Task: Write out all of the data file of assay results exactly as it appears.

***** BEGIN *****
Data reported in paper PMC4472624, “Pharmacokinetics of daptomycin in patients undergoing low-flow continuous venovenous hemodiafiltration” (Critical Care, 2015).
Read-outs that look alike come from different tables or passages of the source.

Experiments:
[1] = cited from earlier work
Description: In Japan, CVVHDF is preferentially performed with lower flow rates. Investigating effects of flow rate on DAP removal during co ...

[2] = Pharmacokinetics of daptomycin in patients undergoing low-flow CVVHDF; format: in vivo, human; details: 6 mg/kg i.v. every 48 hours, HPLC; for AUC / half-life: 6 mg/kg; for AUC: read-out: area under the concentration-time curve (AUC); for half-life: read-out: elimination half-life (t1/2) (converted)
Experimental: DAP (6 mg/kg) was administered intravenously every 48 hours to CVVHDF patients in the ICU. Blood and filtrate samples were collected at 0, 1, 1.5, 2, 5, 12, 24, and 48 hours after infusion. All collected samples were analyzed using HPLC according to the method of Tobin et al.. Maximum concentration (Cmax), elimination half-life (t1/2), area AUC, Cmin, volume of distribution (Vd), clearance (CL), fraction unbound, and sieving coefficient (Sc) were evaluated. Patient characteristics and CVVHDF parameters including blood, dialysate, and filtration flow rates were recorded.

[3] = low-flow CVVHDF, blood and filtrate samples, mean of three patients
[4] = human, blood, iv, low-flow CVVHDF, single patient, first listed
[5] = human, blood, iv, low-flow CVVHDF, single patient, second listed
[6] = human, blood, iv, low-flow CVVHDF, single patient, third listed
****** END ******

Data reported in paper PMC4472624, “Pharmacokinetics of daptomycin in patients undergoing low-flow continuous venovenous hemodiafiltration” (Critical Care, 2015).
Read-outs that look alike come from different tables or passages of the source.

Experiments:
[1] = cited from earlier work
Description: In Japan, CVVHDF is preferentially performed with lower flow rates. Investigating effects of flow rate on DAP removal during co ...

[2] = Pharmacokinetics of daptomycin in patients undergoing low-flow CVVHDF; format: in vivo, human; details: 6 mg/kg i.v. every 48 hours, HPLC; for AUC / half-life: 6 mg/kg; for AUC: read-out: area under the concentration-time curve (AUC); for half-life: read-out: elimination half-life (t1/2) (converted)
Experimental: DAP (6 mg/kg) was administered intravenously every 48 hours to CVVHDF patients in the ICU. Blood and filtrate samples were collected at 0, 1, 1.5, 2, 5, 12, 24, and 48 hours after infusion. All collected samples were analyzed using HPLC according to the method of Tobin et al.. Maximum concentration (Cmax), elimination half-life (t1/2), area AUC, Cmin, volume of distribution (Vd), clearance (CL), fraction unbound, and sieving coefficient (Sc) were evaluated. Patient characteristics and CVVHDF parameters including blood, dialysate, and filtration flow rates were recorded.

[3] = low-flow CVVHDF, blood and filtrate samples, mean of three patients
[4] = human, blood, iv, low-flow CVVHDF, single patient, first listed
[5] = human, blood, iv, low-flow CVVHDF, single patient, second listed
[6] = human, blood, iv, low-flow CVVHDF, single patient, third listed